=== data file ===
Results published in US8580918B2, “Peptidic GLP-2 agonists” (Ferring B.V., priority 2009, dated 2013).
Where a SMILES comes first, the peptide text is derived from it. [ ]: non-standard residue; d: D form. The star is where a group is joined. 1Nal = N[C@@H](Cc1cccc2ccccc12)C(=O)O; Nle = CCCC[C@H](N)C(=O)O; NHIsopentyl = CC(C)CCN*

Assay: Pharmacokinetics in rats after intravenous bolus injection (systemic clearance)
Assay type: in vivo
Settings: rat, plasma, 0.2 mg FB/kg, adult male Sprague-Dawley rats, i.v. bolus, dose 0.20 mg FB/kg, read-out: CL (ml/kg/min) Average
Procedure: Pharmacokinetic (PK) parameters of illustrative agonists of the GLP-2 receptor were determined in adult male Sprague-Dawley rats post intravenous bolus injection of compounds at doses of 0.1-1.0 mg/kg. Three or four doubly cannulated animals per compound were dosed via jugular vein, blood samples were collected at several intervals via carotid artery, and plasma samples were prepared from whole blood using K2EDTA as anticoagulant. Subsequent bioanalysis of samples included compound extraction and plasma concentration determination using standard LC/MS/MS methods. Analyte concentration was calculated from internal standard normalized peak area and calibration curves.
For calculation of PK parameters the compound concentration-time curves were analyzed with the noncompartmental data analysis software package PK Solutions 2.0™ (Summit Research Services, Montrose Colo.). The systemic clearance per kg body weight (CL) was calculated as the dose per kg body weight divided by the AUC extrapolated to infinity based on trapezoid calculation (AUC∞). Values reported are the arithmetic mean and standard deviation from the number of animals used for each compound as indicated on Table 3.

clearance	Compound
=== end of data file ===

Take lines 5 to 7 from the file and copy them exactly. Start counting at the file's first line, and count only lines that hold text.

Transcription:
Settings: rat, plasma, 0.2 mg FB/kg, adult male Sprague-Dawley rats, i.v. bolus, dose 0.20 mg FB/kg, read-out: CL (ml/kg/min) Average
Procedure: Pharmacokinetic (PK) parameters of illustrative agonists of the GLP-2 receptor were determined in adult male Sprague-Dawley rats post intravenous bolus injection of compounds at doses of 0.1-1.0 mg/kg. Three or four doubly cannulated animals per compound were dosed via jugular vein, blood samples were collected at several intervals via carotid artery, and plasma samples were prepared from whole blood using K2EDTA as anticoagulant. Subsequent bioanalysis of samples included compound extraction and plasma concentration determination using standard LC/MS/MS methods. Analyte concentration was calculated from internal standard normalized peak area and calibration curves.
For calculation of PK parameters the compound concentration-time curves were analyzed with the noncompartmental data analysis software package PK Solutions 2.0™ (Summit Research Services, Montrose Colo.). The systemic clearance per kg body weight (CL) was calculated as the dose per kg body weight divided by the AUC extrapolated to infinity based on trapezoid calculation (AUC∞). Values reported are the arithmetic mean and standard deviation from the number of animals used for each compound as indicated on Table 3.